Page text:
Brazil outlines plans to fight future Amazon fires

News and Press Release
Originally published
By Julio Villaverde

BRASILIA, April 7 (Reuters) - Brazil on Tuesday announced plans to prevent and fight fires in the Amazon amid concern that a recent environmental disaster in the northern state of Roraima might recur in this year's dry season.

"There has been a dramatic shortage of rain (in the current wet season), and we have a particularly dangerous situation," Environment Minister Gustavo Krause told a news conference.

He said a huge arc of the Amazon, running thousands of miles from Rondonia state, on the border with Bolivia, to Para state, on the Atlantic coast, was particularly at risk from the kind of fires that raged out of control for two months in Roraima.

Throughout the arc, running along the Amazon's southernmost limits, small- and large-scale farming and logging have eaten into rain forest areas, reducing the jungle's natural humidity and its resistance to fire.

Krause said the risk of fires would be greatest from June to August, the dry season in the subequatorial Amazon, when farmers traditionally burn land to clear vegetation and fertilize the soil with ash.

Fires started by farmers in Roraima amid a drought linked to the weather phenomenon El Nino were blamed for the recent disaster there. Between 2,300 and 11,500 square miles (6,000 and 30,000 square km), an area the size of Belgium, are believed to have been destroyed by the flames.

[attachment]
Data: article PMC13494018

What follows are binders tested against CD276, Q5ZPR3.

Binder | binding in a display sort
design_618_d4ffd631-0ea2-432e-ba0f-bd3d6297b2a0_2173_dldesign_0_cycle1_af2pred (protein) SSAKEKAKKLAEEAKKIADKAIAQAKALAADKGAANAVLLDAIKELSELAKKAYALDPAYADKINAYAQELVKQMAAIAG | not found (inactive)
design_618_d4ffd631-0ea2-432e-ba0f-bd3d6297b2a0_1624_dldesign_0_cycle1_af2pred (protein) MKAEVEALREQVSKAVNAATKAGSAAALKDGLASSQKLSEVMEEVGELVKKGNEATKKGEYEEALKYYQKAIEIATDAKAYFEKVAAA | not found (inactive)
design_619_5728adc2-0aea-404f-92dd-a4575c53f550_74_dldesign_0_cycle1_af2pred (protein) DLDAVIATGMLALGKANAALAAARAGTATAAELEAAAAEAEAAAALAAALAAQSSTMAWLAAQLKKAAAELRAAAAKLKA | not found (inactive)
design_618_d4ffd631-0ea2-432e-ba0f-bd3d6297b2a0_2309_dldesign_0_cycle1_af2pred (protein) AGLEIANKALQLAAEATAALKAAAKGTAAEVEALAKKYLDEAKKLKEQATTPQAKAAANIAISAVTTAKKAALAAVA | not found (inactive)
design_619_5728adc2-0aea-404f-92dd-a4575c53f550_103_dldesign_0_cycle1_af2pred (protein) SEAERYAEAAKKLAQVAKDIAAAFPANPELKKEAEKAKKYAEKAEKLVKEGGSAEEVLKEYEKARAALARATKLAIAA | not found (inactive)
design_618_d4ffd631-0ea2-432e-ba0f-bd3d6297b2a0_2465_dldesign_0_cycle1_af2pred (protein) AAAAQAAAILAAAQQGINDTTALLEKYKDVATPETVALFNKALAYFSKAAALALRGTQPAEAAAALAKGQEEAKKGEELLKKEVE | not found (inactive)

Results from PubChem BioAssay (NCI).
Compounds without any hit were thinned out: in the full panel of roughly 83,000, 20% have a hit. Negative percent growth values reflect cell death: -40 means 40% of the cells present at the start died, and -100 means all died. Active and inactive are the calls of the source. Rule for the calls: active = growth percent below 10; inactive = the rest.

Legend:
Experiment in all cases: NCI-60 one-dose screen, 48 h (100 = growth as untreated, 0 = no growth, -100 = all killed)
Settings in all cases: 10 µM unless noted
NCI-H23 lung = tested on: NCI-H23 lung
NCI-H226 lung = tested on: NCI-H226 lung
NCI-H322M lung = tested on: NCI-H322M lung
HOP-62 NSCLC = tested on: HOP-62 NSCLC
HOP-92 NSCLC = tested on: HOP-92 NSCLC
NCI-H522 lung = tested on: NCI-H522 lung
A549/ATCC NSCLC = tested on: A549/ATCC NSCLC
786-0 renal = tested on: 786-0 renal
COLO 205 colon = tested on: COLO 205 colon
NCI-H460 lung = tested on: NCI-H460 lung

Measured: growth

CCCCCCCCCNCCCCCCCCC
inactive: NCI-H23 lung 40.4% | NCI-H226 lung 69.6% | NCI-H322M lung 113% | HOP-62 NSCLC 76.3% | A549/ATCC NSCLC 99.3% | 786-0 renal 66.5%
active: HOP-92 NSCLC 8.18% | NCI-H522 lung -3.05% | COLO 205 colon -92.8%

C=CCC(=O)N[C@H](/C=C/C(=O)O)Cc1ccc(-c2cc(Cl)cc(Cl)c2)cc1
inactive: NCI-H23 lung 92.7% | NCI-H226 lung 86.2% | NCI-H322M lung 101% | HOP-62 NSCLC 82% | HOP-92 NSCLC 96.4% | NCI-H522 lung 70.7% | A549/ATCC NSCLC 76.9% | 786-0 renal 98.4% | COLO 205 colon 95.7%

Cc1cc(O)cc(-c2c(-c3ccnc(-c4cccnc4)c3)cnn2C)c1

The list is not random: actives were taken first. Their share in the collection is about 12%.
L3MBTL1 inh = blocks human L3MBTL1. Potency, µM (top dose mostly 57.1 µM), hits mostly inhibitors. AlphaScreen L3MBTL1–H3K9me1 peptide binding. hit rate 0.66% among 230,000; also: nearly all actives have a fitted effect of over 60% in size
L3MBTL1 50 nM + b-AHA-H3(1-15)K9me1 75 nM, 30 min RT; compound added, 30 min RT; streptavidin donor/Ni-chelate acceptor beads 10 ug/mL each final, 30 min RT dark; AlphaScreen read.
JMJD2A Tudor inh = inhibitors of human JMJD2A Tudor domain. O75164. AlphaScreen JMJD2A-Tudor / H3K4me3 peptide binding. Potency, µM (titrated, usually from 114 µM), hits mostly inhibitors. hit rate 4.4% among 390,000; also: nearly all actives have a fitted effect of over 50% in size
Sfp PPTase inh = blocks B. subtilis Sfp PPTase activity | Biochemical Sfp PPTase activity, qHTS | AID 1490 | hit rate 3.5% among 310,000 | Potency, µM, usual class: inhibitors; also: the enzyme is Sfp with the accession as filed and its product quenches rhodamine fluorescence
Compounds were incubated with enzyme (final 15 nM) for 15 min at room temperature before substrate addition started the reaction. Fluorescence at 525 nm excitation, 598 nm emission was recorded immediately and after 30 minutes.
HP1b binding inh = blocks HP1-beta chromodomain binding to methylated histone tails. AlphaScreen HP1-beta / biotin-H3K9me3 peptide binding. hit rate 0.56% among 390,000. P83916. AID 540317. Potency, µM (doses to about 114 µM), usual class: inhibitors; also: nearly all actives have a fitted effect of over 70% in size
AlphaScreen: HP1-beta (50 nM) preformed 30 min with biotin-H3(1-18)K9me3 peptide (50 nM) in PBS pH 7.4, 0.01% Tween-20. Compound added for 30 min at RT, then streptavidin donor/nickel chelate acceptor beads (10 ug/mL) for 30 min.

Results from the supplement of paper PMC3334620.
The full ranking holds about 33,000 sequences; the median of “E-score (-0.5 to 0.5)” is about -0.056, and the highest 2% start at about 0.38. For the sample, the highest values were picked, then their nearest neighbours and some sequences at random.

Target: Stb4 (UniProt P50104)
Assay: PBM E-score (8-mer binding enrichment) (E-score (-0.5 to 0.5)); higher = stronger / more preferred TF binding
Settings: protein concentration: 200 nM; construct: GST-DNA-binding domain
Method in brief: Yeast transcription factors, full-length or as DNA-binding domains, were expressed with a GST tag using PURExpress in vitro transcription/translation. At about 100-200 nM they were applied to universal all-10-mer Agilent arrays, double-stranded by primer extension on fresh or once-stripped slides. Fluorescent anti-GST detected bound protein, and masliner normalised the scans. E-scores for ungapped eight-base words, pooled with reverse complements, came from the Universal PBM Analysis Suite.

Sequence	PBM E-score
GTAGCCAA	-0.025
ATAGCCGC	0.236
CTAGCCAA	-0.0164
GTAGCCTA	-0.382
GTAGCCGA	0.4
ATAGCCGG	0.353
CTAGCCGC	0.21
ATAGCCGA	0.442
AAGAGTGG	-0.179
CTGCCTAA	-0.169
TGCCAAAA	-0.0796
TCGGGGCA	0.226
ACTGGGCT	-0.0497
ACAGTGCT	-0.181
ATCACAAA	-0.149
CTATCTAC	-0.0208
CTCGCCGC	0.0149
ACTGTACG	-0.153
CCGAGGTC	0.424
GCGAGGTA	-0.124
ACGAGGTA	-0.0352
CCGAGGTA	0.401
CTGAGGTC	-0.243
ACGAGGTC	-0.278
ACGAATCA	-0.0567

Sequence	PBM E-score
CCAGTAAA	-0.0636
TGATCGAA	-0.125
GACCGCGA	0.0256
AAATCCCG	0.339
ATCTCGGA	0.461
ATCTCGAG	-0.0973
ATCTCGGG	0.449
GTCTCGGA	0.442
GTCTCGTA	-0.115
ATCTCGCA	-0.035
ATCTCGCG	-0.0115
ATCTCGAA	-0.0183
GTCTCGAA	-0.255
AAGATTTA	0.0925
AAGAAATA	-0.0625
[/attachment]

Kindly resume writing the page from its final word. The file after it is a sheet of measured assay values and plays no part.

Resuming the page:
Most of the areas affected were savanna or converted farmland, which burn every year. But this time the flames also ate into jungle areas.

Krause said an initial estimate showed the fires caused about $15 million worth of damage to farm and grazing land in Roraima.

He said President Fernando Henrique Cardoso had authorized the creation of a rapid-deployment task force to prevent and fight fires, with new personnel being trained and new equipment acquired. He said the government was studying precisely what kind of equipment was needed.

Officials will draw up maps identifying the areas of the Amazon most at risk from fire, and voluntary brigades of firefighters will be formed in those areas with support from the armed forces, which will provide transport.

Another measure seeks to widen a campaign to instruct farmers about the risk of using fire.

Eduardo Martins, president of the government's Environment Institute, said Brazil's few trained forest firefighters were not prepared for Amazon conditions and had no specialized equipment.

"We have to learn the lesson," Martins said.

Krause said Brazil was in the middle of a disaster relief program in Roraima, helping local farming communities devastated by the fires and several Indian tribes that lost crops and cattle.

The Yanomami Indian tribe, which lives deep in Roraima's rain forest, needed medical assistance to fight an outbreak of malaria, he said.

Reuters - Thomson Reuters Foundation
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